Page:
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A future hero of the French and Indian War leases Turtle Bay for fifty years of use by the British Navy. From the beginning of European settlement, it offered sailing vessels refuge from the East River’s treacherous currents and winter storms. Today, it helps weather different kinds of storms: it was filled in and is the site of the present United Nations complex.

Item #23647, $4,400

Membership Certificate to the Naval Library
and Institute for Lt. Cmdr. George Dewey

[GEORGE DEWEY], Printed Document. A lithographed membership certificate to the Naval Library and Institute. Signed by Charles Steedman, President, & witnessed twice by Oliver L. Fisher. Navy Yard, Boston, Mass October 15, 1871. 11½ x 16½ in.

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Item #22023.01, $750

1790 Massachusetts Newspaper Discussing Nantucket Whalers

[NANTUCKET], Newspaper, The Columbian Centinel. Boston: Benjamin Russell, December 15, 1790. 4 pp.

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Item #30000.007, $450

Patent for Improvement in the Life Preserver

JOHN FORSYTH, Document Signed, as Secretary of State, issued to John J. White, Patent for improvement on the life preserver. Washington, April 7, 1838.

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Item #21838, $700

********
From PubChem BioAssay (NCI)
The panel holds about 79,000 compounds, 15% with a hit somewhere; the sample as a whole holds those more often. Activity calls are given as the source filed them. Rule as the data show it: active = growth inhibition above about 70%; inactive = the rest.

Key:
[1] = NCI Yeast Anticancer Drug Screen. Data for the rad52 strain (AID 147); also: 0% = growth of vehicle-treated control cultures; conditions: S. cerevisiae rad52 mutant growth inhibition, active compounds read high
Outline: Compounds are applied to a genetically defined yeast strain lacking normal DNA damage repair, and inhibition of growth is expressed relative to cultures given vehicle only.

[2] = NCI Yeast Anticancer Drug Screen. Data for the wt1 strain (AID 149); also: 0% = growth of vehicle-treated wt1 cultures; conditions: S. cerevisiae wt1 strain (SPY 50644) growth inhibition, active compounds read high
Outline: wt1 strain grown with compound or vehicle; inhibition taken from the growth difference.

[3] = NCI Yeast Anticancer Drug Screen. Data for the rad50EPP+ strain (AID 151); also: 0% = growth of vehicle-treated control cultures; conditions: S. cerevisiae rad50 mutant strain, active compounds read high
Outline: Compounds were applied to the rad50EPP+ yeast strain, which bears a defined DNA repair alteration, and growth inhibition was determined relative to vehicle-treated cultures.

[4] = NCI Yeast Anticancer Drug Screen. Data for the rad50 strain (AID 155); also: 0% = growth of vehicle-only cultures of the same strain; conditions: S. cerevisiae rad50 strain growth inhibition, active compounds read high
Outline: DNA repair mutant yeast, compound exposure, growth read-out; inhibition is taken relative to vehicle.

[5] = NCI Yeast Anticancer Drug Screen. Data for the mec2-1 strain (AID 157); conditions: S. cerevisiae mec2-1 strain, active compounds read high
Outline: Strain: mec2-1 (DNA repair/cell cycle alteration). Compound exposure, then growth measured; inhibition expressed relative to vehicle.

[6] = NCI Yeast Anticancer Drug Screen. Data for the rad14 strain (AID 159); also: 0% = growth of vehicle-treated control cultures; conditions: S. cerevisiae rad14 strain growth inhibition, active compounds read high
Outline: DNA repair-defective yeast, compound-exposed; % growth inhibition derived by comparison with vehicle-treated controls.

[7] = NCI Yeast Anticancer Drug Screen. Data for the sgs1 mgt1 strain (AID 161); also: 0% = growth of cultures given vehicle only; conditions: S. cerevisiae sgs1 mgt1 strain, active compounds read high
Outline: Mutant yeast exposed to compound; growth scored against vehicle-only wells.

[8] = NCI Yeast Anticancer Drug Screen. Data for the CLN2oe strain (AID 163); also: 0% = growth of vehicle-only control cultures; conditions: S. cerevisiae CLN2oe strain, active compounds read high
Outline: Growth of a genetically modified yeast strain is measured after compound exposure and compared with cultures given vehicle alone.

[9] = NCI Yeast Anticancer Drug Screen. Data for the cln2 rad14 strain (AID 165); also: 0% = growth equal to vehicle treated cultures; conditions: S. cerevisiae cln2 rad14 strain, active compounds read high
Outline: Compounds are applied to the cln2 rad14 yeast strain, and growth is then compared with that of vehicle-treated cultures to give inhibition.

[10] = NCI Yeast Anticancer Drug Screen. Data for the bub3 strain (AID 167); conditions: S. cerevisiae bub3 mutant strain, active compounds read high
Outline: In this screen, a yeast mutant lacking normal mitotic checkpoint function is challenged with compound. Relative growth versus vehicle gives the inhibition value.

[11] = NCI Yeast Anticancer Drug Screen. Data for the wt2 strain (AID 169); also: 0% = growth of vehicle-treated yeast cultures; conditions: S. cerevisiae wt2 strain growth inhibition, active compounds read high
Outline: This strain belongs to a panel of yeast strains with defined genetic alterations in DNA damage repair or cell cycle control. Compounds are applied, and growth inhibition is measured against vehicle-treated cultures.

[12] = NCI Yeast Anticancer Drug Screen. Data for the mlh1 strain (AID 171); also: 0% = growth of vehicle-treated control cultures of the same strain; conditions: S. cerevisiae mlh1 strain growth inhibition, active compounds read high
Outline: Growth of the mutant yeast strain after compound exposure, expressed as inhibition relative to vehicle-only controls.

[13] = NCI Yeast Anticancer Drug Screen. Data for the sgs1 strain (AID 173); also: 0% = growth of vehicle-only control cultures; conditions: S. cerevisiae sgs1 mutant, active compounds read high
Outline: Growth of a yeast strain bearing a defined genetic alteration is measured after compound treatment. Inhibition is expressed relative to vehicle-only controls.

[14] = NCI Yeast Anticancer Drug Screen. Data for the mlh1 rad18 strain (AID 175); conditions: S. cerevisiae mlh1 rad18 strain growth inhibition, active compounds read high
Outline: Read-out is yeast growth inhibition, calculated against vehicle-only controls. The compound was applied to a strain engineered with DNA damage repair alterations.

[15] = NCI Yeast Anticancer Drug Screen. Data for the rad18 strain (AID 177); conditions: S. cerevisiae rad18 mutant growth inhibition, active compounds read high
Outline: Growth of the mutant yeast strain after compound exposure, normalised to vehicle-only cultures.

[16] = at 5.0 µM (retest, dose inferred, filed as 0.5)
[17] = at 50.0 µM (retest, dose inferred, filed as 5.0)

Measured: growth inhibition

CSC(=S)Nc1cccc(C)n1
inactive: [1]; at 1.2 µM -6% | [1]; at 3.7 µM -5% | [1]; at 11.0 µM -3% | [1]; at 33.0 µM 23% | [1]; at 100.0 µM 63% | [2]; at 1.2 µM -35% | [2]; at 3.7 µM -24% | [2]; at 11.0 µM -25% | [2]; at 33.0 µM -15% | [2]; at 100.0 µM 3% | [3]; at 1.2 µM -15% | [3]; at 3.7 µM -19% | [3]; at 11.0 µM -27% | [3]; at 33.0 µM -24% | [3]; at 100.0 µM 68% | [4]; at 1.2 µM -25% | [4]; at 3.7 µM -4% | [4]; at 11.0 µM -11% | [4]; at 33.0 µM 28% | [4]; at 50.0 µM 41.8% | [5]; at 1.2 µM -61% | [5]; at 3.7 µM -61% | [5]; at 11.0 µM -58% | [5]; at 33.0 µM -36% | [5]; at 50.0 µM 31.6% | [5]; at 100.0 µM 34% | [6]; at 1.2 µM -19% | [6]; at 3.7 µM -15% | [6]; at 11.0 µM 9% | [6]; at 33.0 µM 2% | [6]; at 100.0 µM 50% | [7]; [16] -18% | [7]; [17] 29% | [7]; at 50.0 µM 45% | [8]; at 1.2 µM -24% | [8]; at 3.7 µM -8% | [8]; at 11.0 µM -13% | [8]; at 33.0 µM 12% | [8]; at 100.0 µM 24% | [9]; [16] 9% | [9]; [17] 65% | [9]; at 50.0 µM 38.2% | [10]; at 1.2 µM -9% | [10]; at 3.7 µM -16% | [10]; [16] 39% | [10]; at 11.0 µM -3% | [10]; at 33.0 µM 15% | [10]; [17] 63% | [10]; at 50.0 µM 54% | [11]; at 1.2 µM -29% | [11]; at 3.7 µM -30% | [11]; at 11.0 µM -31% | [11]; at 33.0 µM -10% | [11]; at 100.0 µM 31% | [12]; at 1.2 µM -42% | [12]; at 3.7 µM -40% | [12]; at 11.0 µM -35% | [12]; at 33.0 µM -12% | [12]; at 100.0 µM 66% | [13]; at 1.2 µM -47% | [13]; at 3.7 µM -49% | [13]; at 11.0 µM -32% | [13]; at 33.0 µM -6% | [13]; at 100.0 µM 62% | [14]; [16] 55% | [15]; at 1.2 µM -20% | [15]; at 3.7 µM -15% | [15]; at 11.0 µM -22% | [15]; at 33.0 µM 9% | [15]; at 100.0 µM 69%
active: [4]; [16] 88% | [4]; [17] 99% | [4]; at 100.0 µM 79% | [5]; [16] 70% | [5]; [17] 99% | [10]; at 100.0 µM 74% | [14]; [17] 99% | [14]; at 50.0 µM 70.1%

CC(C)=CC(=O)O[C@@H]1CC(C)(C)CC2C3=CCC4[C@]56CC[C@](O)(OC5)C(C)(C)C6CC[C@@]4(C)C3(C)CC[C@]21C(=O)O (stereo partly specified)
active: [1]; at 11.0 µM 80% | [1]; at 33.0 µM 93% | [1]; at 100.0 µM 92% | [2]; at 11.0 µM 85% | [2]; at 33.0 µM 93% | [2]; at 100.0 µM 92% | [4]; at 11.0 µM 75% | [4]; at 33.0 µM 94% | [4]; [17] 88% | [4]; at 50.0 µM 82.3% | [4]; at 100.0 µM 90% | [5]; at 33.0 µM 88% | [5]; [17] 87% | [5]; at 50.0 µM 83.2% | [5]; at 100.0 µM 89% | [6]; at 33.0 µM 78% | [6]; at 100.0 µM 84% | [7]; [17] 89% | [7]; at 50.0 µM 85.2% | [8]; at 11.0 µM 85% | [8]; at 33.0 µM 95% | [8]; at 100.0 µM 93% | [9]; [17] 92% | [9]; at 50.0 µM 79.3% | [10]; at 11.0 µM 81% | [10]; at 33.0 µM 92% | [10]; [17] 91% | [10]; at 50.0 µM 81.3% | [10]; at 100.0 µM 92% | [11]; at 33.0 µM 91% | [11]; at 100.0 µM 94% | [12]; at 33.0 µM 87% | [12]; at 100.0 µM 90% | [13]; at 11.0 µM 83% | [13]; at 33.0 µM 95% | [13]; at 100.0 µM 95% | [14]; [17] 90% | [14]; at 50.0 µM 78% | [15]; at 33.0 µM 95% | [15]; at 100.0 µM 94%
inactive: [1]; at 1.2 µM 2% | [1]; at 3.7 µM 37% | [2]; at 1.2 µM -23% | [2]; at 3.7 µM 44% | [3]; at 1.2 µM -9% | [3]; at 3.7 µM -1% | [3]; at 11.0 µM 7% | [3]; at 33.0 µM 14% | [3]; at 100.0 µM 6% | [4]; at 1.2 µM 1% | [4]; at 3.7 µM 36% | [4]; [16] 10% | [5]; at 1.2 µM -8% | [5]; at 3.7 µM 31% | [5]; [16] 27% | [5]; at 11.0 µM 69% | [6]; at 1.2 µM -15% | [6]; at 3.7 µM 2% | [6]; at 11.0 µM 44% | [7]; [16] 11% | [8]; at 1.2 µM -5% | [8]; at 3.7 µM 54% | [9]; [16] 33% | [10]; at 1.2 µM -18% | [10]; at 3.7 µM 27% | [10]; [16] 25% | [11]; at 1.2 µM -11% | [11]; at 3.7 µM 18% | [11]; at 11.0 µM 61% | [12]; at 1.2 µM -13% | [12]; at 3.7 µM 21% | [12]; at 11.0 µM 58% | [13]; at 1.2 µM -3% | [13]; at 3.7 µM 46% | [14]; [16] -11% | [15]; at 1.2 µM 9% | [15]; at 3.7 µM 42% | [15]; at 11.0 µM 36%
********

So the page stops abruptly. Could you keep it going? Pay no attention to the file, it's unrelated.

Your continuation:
Louis Bleriot and the First Airplane
to Cross the English Channel

LOUIS BLERIOT, Hand-Colored Lithograph Signed (“L. Bleriot”). Entitled “Louis Bleriot passes the White Cliffs of Dover in May, 1909.” Lithograph published by the Wright Aeronautical Corporation, 1928. Showing the Bleriot XI craft in flight, with a fountain pen inscription “To Mr. Guy W. Vaughan, L. Bleriot.” The month of May is crossed out and corrected to July in Bleriot’s hand. 15” x 17 ½”.

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Item #20389, $975

Early Electricity and the Spread of the Telephone from the Documents of George C. Maynard

GEORGE C. MAYNARD, Archive. Journals, notebooks, notes, and related papers regarding the spread of telephone communications in the late 19th century. Nineteen items.

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Item #23012, $4,500

William Maury Logbook from the USS Saratoga, one of the “Black Ships” in Commodore Perry’s East India Squadron famous for the Opening of Japan, and early trips to Macau, China and Hong Kong

[WILLIAM L. MAURY]. [JAPAN], Autograph and Manuscript Logbook for the USS Saratoga, Pacific voyage, July 20, 1850 (to November 12, 1852 in Maury’s hand) to April 26, 1853. Original half-sheep ledger book. 145 pp., 8 x 10 in.

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at 6 PM U.S.S.S. ‘Mississippi’ bearing Broad Pendt of Commo M. C. Perry arrived and anchored. saluted him with 13 guns, which was returned with 7.”—April 7, 1853

This logbook, mostly written by Lieutenant William L. Maury, covers the first two-thirds of the sloop-of-war Saratoga’s historic voyage, sailing from Norfolk, Virginia, to China and then on duty in the western Pacific. The Saratoga was part of the East India Squadron. This logbook includes Commodore Matthew C. Perry’s April 1853 arrival in Hong Kong on his mission to open Japan to American trade.

Item #23424, $5,500